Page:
Jacinda Ardern, New Zealand Prime Minister, has announced her resignation. It came as a surprise. Of course she has her critics, rather more at home than abroad, but there were no murmurs of discontent within the Labour Party, no intrigues, no back stairs jobbery. She was expected to lead her party into the general election in October. But she herself has decided that she is not now the person to lead the country. In her own words, she has nothing left in the tank.
It has been said that all prime ministerial careers end in failure. Here, you lose the confidence of the electorate, or the confidence of your own cabinet, and you are hauled out of No. 10, kicking and screaming. It’s the exact opposite to the way in which the House elects Mr Speaker. The appointee is dragged apparently reluctantly from the backbenches, by a cross-party posse, to the chair. There is good humour across the floor of the house. It’s a piece of pantomime. But there is nothing light-hearted about an eviction from No. 10. It is salutary to consider the mode of demise of the post-war British prime ministers.
Mr Attlee lost the election in October 1951. Churchill came back and clung on, despite failing health, until 1955, while his heir apparent waited in the wings, increasingly impatient and frustrated. Yet Anthony Eden himself went in 1957, destroyed by a botched cholecystectomy, and Suez.
Macmillan was in turn destroyed by the Profumo scandal, and That Was The Week That Was. Accusations of sleaze made the government an object of mockery. You can’t govern if nobody takes you seriously. Alec Douglas Home took over, but he lost the general election in 1964. Still, he was such a patrician figure that he rather bucks the trend, and stepped down with equanimity. Perhaps the job was always beneath him.
Harold Wilson is another exception. Yes, he lost to Ted Heath in 1970. He didn’t see that coming, and neither did the polls. Mr Wilson looked very rueful. But he made a come-back, and defeated Mr Heath in 1974. Margaret Thatcher took over the Tory leadership, and Mr Heath reputedly went into the longest sulk in parliamentary history. Nowadays, prime ministers can’t continue to lead their party if they lose an election. They are like football managers, with coats on shoogly pegs. Yet Harold Wilson found himself PM once more in 1974. But then, somewhat like Ms Ardern, he surprised everybody by stepping down in 1976. Rumour attributes causation to an early visitation from Herr Alzheimer.
Callaghan was undone by a winter of discontent. Crisis? What crisis? He lost the 1979 general election to Mrs Thatcher, who was able to cross Downing Street and address the press with a quotation from St Francis of Assisi which now carries an ironic ring. “Where there is discord, may we bring harmony…” Her tenure in office was doubtless boosted by the Falklands war. But in the end she was destroyed by her own party. One remembers the devastating demolition job in the house by the mild-mannered Geoffrey Howe.
John Major took over, a surprise choice, even to himself, having had a whistle-stop tour of the high offices of state at breakneck speed. Then he surprised Neil Kinnock, who snatched defeat from the jaws of victory. But the close of his tenure was very painful. Remember “Put up or shut up”. And “The bastards!”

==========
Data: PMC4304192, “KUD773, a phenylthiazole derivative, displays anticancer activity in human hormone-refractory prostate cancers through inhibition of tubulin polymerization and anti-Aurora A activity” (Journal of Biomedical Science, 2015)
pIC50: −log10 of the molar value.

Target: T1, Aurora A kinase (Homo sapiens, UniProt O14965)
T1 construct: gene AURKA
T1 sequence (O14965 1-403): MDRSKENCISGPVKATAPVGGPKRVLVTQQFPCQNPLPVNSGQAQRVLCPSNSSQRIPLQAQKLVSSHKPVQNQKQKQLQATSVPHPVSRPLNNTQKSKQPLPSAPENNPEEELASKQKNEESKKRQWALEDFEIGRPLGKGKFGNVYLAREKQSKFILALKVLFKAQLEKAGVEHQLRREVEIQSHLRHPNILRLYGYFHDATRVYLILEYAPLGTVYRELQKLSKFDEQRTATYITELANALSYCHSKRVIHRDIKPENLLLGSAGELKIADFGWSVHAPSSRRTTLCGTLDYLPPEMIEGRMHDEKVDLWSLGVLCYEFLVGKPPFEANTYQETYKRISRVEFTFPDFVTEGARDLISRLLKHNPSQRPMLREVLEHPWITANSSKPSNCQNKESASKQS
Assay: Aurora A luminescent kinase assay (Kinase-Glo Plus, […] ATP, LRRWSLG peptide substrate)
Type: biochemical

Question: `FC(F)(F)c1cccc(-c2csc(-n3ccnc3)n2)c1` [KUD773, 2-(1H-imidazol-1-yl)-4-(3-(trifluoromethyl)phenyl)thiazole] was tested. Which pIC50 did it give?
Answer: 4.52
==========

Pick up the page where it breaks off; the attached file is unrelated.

Then Mr Blair arrived. Things could only get better. This is the dawn of a new age, is it not? It is said that he made a deal with Mr Brown to step aside in good time and give Big Broon a fair crack of the whip. But Mr Blair was a very successful politician and he won three general elections, so why quit when you are ahead?
Mr Brown was known as a big political beast with a huge intellect and an enormous capacity for hard work. But he never looked as if he was enjoying himself, and he didn’t have the knack of making his own luck. He had the financial crash to deal with. He lost in 2010. He tried to cling on and form a government, but the numbers didn’t stack up.
Enter Mr Cameron, on the basis of a slick performance, versus Mr Davis’s lacklustre effort, at the conservative party conference. The referendum on proportional representation went his way, as did the referendum on Scottish Independence. But, like a gambler’s lucky streak, it all vanished with the Brexit Referendum, and he had to go.
Mrs May, a Remainer supervising the Brexit negotiations, was handed a poisoned chalice. She called a snap general election, promising – remember? – “strong and stable government”, and it all went disastrously wrong. She became reliant on the support of the DUP. The attorney general bellowed from the despatch box, “This is a dead parliament!” It was like a Monty Python sketch.
Hence Boris, who would rather have been dead in a ditch than not “get Brexit done”. But then the pandemic came along. As Mr Macmillan said, “Events, dear boy…” Covid nearly did for Boris, and certainly his disregard for Covid rules did for him politically. He went with extreme reluctance, hinting at a Cincinnatus-like comeback.
Ms Truss lasted six weeks.
Against this backdrop, the refreshing thing about Jacinda Ardern is, quite simply, that she is normal. And she inhabits a country, not without its problems, but open, transparent, and at ease with itself. Back here in Blighty, on Mr Sunak’s watch, there are two murky stories unfolding, one concerning a government minister’s tax affairs, the other an allegation of cronyism twixt the government and the chairman of the BBC. Dickens’ depiction of Victorian London still holds good.